OKC pastor decrys Methodist anti-gay stance
Editor's note: Delegates at the United Methodist Church's Feb. 23-26 General Conference in St. Louis voted in favor of retaining the denomination's ban on same-sex marriage and the ordination of gay and lesbian clergy. Delegates approved what was called the Traditionalist Plan, which maintained language in the denomination's Book of Discipline that homosexuality is incompatible with Christian teaching. A second proposal, which also proved popular but without the votes for approval, was the One Church Plan. This plan would allow individual churches and clergy to decide on gay weddings and Methodist conferences (regional jurisdictional bodies) to decide on the question of gay ordination. Since the gathering in February, the global denomination has been responding to the historic vote in various ways. Two Oklahomans with different viewpoints on the matter recently shared their views with The Oklahoman.
An Oklahoma City United Methodist pastor said he does not agree with his denomination's recent stance against same-sex marriage and the ordination of gay and lesbian clergy.
That's why the Rev. Scott Spencer, senior pastor of Mosaic United Methodist Church, said he will not abide by the denomination's ban against same-gender marriage.
Spencer said he wrote a letter to his church members saying as much and shared it with his congregation just a few days after delegates of the global United Methodist Church voted against the One Church plan that would have given him and his church the ability to officiate/host same-gender weddings.
"I will treat all couples who come to me equally. I will meet with them, hear their stories, and talk to them about the commitment of marriage and why they seek the church’s blessing. We will explore the costs (if I do the ceremony) to me, the couple, and the church. And only then will I make a decision, on a case-by-case basis, of doing a wedding," Spencer wrote in his letter.
"I know some may not agree with this decision. Some may not understand this decision. Some will say wait for the rules to change. Friends, we have been waiting since 1972 for the rules to change. I refuse to withhold the church’s blessing from our lesbian and gay members and friends."
Wednesday, Spencer said he also emailed the letter to his district superintendent and the Rev. Jimmy Nunn, bishop of the Oklahoma United Methodist Conference and Oklahoman Indian Missionary Conference. He said his superintendent, the Rev. Rockford Johnson, thanked him for sharing his statement and sharing his convictions.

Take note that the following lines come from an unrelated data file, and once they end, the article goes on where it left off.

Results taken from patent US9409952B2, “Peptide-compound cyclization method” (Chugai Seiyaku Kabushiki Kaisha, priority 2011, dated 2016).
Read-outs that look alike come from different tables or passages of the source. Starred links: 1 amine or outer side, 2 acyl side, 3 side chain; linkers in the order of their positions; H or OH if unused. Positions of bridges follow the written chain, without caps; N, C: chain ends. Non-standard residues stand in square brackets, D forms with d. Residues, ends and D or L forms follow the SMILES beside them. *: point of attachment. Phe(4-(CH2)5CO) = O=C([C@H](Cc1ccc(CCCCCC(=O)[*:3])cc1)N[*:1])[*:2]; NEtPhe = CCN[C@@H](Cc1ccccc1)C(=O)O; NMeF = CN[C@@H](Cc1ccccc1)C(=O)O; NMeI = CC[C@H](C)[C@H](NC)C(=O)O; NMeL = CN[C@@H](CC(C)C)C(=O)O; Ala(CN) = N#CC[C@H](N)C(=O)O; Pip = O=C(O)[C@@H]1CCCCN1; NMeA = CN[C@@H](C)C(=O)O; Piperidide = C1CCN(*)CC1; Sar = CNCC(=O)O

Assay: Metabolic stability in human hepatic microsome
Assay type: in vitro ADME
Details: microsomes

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Spencer said he hasn't heard from Nunn and doesn't expect to — unless he defies Methodist Church law and officiates at a gay wedding.
Spencer's church is part of the Reconciling Network, a network of United Methodist churches across the nation working toward full inclusion for people of all sexual orientations and gender identities. He attended the recent General Conference gathering in St. Louis, but not as a delegate. Spencer said he went to the meeting as part of the Mainstream United Methodists, a group working toward full inclusion for gay people in the Methodist Church.
The minister said none of his church members were shocked at the position he decided to take.
He said his church was supportive but concerned about him.
"I don't know if I surprised anybody. They were enthusiastic and some of them expressed concerns because they don't want me to do a wedding and get in trouble. They want me to be wise," Spencer said.
The preacher said there were rumors that people on both sides of the gay inclusion issue did things at the General Conference gathering that were not Christ-like.
He said he knows that some of his colleagues disagree with him and his views and they love the LGBTQ community as he does, but "we just have a different understand of what that means."
“Living into Biblical Obedience has broad and expansive expressions. ... Today, I am announcing that I will no longer use the excuse that the Book of Discipline prohibits me from performing the wedding ceremony for same gender couples," Spencer wrote in his letter.
"I will be an extremist for love, truth, and goodness. I will not discriminate against our LGBTQIA+ siblings and friends. Peace."